A web-based technology is now available to help farmers better manage their water resources and improve decision-making around irrigation.
However regulators and the nutrient budgeting model’s parent body, Overseer Ltd, say nobody should be disadvantaged by the changes.
Overseer 6.2 went live last week including a major upgrade of the irrigation input fields. Overseer general manager Caroline Read told Dairy News the upgrade will see N loss figures for most irrigated dairy farms rise compared to previous Overseer calculations.
The level of increase will depend on irrigation system and management method, says Read. Farms with better soil moisture monitoring, application infrastructure and adaptive management will likely find their leaching losses, as calculated by Overseer 6.2, rise less than those with less accurate watering systems and prescriptive management of irrigation.
Read says she can’t give figures on how much the new model may hike losses for the same farm compared to Overseer 6.1, but the key point is that more detailed data input will improve users’ ability to model their systems and identify ways to reduce losses.
“It’s going to be a challenge to collect that information but it will really help you understand how the way you run your irrigation affects losses.”
Irrigation New Zealand chief executive Andrew Curtis also puts a positive spin on the changes.
“Yes, there’s going to be some short-term pain but moving to a more transparent and realistic irrigation module will eventually deliver better results for all irrigators,” he says.
The ability to model specific irrigation practices will dramatically improve N loss predictions, he believes.
“So while you may see some upwards movement immediately, more realistic modelling will reward irrigators who modernise and improve irrigation practice.”
Environment Canterbury’s director of science, Ken Taylor, says he’s heard the new version could increase calculated losses 25%, if not more.
“It’s our understanding, from preliminary tests, that when you’re on heavier soil the absolute change is probably not particularly great but on lighter soils it could be very significant.”
The new version is going to require changes to many regulatory thresholds.
“We need to change these plans to reflect a more appropriate way of using Overseer. We wouldn’t expect there to be changes of this magnitude again in future but there will be more changes.”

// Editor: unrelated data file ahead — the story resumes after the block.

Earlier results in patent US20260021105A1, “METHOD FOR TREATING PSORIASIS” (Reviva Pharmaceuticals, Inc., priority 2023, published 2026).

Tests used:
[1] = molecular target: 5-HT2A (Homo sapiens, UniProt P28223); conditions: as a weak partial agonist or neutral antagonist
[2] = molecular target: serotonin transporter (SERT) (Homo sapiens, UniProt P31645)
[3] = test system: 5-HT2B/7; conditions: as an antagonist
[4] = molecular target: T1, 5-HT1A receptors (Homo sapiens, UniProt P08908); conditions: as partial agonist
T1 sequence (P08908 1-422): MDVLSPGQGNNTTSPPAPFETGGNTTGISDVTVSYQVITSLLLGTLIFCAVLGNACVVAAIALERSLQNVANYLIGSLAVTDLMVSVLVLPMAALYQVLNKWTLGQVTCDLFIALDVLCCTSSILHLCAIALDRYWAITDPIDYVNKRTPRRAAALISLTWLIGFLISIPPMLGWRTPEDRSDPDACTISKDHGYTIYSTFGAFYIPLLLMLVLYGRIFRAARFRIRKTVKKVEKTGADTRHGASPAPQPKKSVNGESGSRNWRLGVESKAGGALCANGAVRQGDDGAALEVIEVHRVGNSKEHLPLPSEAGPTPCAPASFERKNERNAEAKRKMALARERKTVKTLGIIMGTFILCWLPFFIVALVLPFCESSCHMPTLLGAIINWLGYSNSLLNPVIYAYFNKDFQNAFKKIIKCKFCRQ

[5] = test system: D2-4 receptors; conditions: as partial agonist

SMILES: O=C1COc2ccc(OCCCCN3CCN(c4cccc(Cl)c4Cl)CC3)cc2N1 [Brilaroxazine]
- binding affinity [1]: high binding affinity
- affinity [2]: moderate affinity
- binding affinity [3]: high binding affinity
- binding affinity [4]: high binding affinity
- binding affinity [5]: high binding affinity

If already written policies aren’t adapted the new figures could mean what was a permitted activity under an old Overseer calculation is now discretionary and requires a consent, or a discretionary activity could be tipped into the prohibited range.
“We have to avoid these consequences because they’re not what’s intended.”
Under Canterbury’s Land and Water Regional Plan all farms should have calculated their nitrogen losses from 2009-2013 to establish a “baseline”. Taylor says all these will have to be redone, though ECan may be able to find an adjustment figure which would save farmers or their consultants crunching the numbers again.
However, Bruce Murphy, a large-scale South Canterbury dairy farmer with pivot and border-dyke irrigation, told Dairy News “it would be in every farmer’s best interests to do the numbers himself too”.
Federated Farmers Dairy North Otago chair Lyndon Strang says the likely higher loss figures are a concern, especially from a regulatory point of view.
“The actual nutrients out haven’t changed and what people want is accuracy so if this is more accurate we have no choice but to accept it.”
The question is whether Otago Regional Council will adjust the nutrient loss limits already set in Plan Change 6A which have to be met by 2020, given “Overseer 6” is specified in the plan.
- Version 6.2 released last week.
- Major changes to irrigation module.
- Higher N loss calculation likely for most irrigators.
- Several other bugs sorted.